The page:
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Bogotá is Colombia’s culture-filled capital city, covering a large savannah in the middle of the Andes mountain range. Located in the centre of Colombia, the capital is the hub of the country, with a thriving business sector, historic buildings and many cultural sights. There are many good reasons to come here, from the everyday to the exceptional. Here are eight of the more unusual experiences you can have in Bogotá, Colombia.
Located in Bogotá’s historic downtown area is the famous Gold Museum, a unique historical centre containing over 55,000 individual pieces of gold dating back centuries. The pieces of gold were all discovered in different regions of the country. Many pieces are carved or crafted into jewellery, figures or other objects, by indigenous communities. The museum also displays information on each community, which area they inhabited, and how they used the gold. The most famous piece in the museum is the raft of El Dorado, showcasing a traditional indigenous ceremony that used to take place on Lake Guatavita. The gold museum contains a large amount of gold discovered in the lake, which was thrown as offerings to the gods.
The Monserrate is a sacred mountain with a cathedral on it, located in Bogotá’s eastern mountains. Located at 3,152 metres (10,341 feet) above sea level and 508 metres (1,666 feet) above the city, it gives visitors spectacular views over the whole city. It can be accessed by train or cable car, or by a climbing path to the top of the mountain. From the top visitors can enjoy the city’s many landmarks and take in its enormity, as well as visiting the cathedral and discovering the beautiful gardens.
Bogotá’s La Candelaria neighbourhood provides an insight into historic Colombia, and the colourful buildings, cobbled streets and vast hills are breathtaking and unique. The neighbourhood contains a great deal of beautiful architecture, including the Plaza Bolivar, presidential house, government and ministry buildings. La Candelaria is the area where the city was first founded and many buildings still stand where they once did centuries ago.
Anyone lucky enough to be in Bogotá on a Friday or Saturday night can’t miss being transported to another world at Andrés Carne de Res, known just as Andrés. Andrés is a huge restaurant sprawling across a large area (including having a road in the middle), just outside of Bogotá in Chia. This popular evening entertainment venue offers delicious traditional Colombia food plus unique cocktails and other drink options. Andrés is decorated in a unique way, with random objects hanging from the ceiling and walls and unique pieces everywhere you look. Andrés has to be seen to be believed; they have thought of everything, from transportation and hangover food, to a safe place to leave any friends who may have enjoyed a few too many of the special cocktails.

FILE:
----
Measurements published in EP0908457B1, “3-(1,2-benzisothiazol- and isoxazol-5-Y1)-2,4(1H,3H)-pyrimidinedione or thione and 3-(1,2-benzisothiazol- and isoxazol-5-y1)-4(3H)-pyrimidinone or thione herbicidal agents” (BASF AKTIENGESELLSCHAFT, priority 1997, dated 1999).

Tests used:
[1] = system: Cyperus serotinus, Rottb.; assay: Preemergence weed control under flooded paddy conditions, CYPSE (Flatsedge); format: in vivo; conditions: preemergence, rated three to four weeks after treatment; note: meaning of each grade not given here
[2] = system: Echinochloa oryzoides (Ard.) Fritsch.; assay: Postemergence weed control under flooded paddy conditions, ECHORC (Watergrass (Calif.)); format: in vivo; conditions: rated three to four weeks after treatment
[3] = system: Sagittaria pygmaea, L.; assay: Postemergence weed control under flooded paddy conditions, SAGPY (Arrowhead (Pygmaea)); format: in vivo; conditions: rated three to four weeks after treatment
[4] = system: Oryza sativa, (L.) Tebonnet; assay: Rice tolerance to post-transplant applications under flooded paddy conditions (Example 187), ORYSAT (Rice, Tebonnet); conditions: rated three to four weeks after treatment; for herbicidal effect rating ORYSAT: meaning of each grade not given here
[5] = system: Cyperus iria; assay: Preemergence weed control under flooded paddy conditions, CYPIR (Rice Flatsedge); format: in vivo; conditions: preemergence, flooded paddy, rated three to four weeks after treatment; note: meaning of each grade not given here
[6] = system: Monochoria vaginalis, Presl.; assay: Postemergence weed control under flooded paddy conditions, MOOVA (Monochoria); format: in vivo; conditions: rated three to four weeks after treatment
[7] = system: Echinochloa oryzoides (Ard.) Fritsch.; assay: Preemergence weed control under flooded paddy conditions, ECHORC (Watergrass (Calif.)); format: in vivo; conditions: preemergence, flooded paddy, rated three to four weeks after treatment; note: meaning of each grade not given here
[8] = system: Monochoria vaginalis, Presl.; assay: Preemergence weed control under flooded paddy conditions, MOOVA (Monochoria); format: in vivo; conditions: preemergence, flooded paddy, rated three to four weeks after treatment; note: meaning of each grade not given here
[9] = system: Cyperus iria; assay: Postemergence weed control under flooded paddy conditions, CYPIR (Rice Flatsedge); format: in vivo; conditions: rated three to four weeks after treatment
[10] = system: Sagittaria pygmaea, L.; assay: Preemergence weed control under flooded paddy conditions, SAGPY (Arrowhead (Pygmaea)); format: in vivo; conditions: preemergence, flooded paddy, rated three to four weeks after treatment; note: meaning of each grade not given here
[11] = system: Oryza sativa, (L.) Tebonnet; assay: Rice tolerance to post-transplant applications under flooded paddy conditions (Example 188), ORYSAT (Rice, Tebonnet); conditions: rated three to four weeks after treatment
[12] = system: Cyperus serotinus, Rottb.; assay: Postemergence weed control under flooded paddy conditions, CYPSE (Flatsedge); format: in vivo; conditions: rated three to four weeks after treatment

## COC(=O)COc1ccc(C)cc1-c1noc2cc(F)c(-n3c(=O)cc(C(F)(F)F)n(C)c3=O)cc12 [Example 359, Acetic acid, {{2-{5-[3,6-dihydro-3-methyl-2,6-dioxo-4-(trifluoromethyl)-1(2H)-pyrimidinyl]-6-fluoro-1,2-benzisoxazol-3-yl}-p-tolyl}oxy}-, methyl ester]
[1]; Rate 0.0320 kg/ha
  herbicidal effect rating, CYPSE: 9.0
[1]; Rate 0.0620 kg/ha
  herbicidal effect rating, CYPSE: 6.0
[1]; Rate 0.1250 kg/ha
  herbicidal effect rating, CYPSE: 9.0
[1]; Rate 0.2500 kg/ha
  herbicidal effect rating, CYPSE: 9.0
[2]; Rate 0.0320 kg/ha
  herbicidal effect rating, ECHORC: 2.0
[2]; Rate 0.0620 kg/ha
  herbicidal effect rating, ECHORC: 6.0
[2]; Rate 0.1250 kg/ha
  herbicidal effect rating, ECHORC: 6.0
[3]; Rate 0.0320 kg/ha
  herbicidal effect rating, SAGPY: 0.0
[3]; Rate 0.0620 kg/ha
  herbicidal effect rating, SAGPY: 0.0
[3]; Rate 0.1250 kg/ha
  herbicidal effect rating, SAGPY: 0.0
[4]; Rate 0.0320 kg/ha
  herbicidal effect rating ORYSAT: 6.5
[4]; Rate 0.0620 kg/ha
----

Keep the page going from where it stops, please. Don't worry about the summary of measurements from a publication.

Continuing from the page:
Each and every Sunday, the colonial neighbourhood of Usaquen holds a traditional market. The neighbourhood’s colonial plaza plays host to an abundance of individual and unique stalls selling artisanal handcrafted products. It provides for a unique Sunday activity, with an opportunity to walk around the neighbourhood discovering different products as well as learning about the traditional crafts of the region.
Fernando Botero is one of Colombia’s most famous artists; his unusual portrayal of extravagant figures has made him one of the most recognisable artists in the world. His paintings include the fat Mona Lisa and a fat animal statue collection. He has also portrayed many well-known Colombian figures as fat. Bogotá is home to the Botero Museum, which has a collection of 123 Botero pieces and 85 other pieces donated by Botero, including works by Picasso and Monet. Located in a historical building in Bogotá’s La Candelaria neighbourhood, the museum is a traditional Spanish-influenced building with a courtyard and a picturesque view of the Monserrate.
Colombia’s year-round consistent climate allows for the cultivation of an abundance of fresh fruit – oranges, strawberries, papaya, pineapple, bananas and many other fruits that are not found anywhere else in the world. Colombians love juices, and many have fresh fruit juice for breakfast daily. Fruits and juices are available from street vendors all day long on most streets around the city; the merchants have carts full of fresh fruits ready to be cut up or made into fresh juice right there on the street, and the prices are very reasonable.
Every Sunday and on festivals the city of Bogotá closes half of its main roads to cars, allowing individuals to cycle, walk, run or skate around the city without worrying about the traffic. Between 7am and 2pm, no cars are allowed on the closed roads, which form extensive cycle routes, allowing individuals to tour most of the city safely. The event is very popular, with a large number of people participating every Sunday. On the closed roads it’s normal to find stalls selling fruits and other foods, and exercise events take place in many of the parks. Carrera 7 is one of the most popular routes, leading to the Plaza Bolivar in the south, where there are lots of stalls and street events attracting hundreds of people.